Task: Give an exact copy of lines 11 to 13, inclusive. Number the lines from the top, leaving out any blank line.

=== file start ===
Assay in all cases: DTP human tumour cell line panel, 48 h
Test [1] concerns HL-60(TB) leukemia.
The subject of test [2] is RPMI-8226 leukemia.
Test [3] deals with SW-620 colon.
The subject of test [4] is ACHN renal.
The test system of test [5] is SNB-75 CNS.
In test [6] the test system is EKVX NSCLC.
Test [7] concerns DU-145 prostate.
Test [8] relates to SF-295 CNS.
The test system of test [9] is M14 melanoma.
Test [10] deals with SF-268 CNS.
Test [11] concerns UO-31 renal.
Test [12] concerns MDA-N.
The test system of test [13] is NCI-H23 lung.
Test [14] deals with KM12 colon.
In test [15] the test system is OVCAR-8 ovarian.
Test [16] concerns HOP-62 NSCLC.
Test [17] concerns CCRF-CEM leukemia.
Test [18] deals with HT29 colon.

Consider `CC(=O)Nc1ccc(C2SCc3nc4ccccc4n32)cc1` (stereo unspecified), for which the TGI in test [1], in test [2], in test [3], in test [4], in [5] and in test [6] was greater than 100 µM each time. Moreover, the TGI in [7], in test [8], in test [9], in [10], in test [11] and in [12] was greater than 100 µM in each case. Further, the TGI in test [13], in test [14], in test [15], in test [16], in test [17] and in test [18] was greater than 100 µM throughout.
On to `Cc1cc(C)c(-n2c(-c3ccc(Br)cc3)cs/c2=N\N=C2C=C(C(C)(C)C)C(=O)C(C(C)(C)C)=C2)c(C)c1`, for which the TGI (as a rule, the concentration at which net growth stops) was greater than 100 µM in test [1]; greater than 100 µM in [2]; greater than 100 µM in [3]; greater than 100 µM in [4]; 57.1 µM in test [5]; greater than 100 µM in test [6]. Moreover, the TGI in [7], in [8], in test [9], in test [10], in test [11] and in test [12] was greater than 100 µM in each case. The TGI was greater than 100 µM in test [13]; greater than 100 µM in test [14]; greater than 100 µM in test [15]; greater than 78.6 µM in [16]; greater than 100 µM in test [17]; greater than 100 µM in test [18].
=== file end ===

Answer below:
Test [10] deals with SF-268 CNS.
Test [11] concerns UO-31 renal.
Test [12] concerns MDA-N.